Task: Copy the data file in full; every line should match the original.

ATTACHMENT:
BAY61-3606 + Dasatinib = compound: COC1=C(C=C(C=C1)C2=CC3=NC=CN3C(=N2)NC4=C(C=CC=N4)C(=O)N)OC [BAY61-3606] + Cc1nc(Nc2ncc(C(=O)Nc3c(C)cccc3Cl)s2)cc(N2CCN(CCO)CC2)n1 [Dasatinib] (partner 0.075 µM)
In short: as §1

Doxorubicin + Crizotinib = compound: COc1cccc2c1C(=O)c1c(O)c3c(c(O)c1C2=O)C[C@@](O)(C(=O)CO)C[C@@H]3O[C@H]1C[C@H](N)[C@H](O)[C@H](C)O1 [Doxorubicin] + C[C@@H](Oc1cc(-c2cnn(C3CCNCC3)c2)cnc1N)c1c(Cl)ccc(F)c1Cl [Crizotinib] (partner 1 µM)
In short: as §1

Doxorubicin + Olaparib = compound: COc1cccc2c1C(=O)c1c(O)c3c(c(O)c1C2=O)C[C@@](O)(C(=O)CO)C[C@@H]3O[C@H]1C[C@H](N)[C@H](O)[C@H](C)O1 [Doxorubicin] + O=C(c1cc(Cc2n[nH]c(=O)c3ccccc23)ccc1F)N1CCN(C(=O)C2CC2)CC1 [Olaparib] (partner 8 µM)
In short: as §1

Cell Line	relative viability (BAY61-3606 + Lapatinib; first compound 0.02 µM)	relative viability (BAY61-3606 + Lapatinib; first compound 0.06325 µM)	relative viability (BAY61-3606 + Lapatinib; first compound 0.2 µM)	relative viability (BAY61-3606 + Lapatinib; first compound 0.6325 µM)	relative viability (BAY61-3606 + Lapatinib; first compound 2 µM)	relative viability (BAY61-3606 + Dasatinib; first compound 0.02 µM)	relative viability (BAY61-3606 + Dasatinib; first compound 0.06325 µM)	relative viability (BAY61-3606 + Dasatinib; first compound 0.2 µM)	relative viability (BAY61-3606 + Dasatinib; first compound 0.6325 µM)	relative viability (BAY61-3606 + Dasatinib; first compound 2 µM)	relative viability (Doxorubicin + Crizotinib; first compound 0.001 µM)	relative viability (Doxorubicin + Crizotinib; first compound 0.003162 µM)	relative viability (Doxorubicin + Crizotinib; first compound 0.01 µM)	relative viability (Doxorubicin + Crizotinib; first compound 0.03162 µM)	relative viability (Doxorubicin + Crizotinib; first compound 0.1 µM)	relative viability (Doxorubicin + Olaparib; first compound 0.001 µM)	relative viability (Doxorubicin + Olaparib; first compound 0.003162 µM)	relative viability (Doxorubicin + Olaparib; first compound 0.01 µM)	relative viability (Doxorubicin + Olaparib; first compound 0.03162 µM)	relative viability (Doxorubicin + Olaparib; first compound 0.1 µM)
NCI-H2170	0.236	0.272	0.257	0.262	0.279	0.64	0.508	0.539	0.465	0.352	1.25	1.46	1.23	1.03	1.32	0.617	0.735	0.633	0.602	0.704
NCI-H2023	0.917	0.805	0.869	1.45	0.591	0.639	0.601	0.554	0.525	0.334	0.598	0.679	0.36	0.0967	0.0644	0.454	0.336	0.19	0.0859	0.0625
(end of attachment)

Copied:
BAY61-3606 + Dasatinib = compound: COC1=C(C=C(C=C1)C2=CC3=NC=CN3C(=N2)NC4=C(C=CC=N4)C(=O)N)OC [BAY61-3606] + Cc1nc(Nc2ncc(C(=O)Nc3c(C)cccc3Cl)s2)cc(N2CCN(CCO)CC2)n1 [Dasatinib] (partner 0.075 µM)
In short: as §1

Doxorubicin + Crizotinib = compound: COc1cccc2c1C(=O)c1c(O)c3c(c(O)c1C2=O)C[C@@](O)(C(=O)CO)C[C@@H]3O[C@H]1C[C@H](N)[C@H](O)[C@H](C)O1 [Doxorubicin] + C[C@@H](Oc1cc(-c2cnn(C3CCNCC3)c2)cnc1N)c1c(Cl)ccc(F)c1Cl [Crizotinib] (partner 1 µM)
In short: as §1

Doxorubicin + Olaparib = compound: COc1cccc2c1C(=O)c1c(O)c3c(c(O)c1C2=O)C[C@@](O)(C(=O)CO)C[C@@H]3O[C@H]1C[C@H](N)[C@H](O)[C@H](C)O1 [Doxorubicin] + O=C(c1cc(Cc2n[nH]c(=O)c3ccccc23)ccc1F)N1CCN(C(=O)C2CC2)CC1 [Olaparib] (partner 8 µM)
In short: as §1

Cell Line	relative viability (BAY61-3606 + Lapatinib; first compound 0.02 µM)	relative viability (BAY61-3606 + Lapatinib; first compound 0.06325 µM)	relative viability (BAY61-3606 + Lapatinib; first compound 0.2 µM)	relative viability (BAY61-3606 + Lapatinib; first compound 0.6325 µM)	relative viability (BAY61-3606 + Lapatinib; first compound 2 µM)	relative viability (BAY61-3606 + Dasatinib; first compound 0.02 µM)	relative viability (BAY61-3606 + Dasatinib; first compound 0.06325 µM)	relative viability (BAY61-3606 + Dasatinib; first compound 0.2 µM)	relative viability (BAY61-3606 + Dasatinib; first compound 0.6325 µM)	relative viability (BAY61-3606 + Dasatinib; first compound 2 µM)	relative viability (Doxorubicin + Crizotinib; first compound 0.001 µM)	relative viability (Doxorubicin + Crizotinib; first compound 0.003162 µM)	relative viability (Doxorubicin + Crizotinib; first compound 0.01 µM)	relative viability (Doxorubicin + Crizotinib; first compound 0.03162 µM)	relative viability (Doxorubicin + Crizotinib; first compound 0.1 µM)	relative viability (Doxorubicin + Olaparib; first compound 0.001 µM)	relative viability (Doxorubicin + Olaparib; first compound 0.003162 µM)	relative viability (Doxorubicin + Olaparib; first compound 0.01 µM)	relative viability (Doxorubicin + Olaparib; first compound 0.03162 µM)	relative viability (Doxorubicin + Olaparib; first compound 0.1 µM)
NCI-H2170	0.236	0.272	0.257	0.262	0.279	0.64	0.508	0.539	0.465	0.352	1.25	1.46	1.23	1.03	1.32	0.617	0.735	0.633	0.602	0.704
NCI-H2023	0.917	0.805	0.869	1.45	0.591	0.639	0.601	0.554	0.525	0.334	0.598	0.679	0.36	0.0967	0.0644	0.454	0.336	0.19	0.0859	0.0625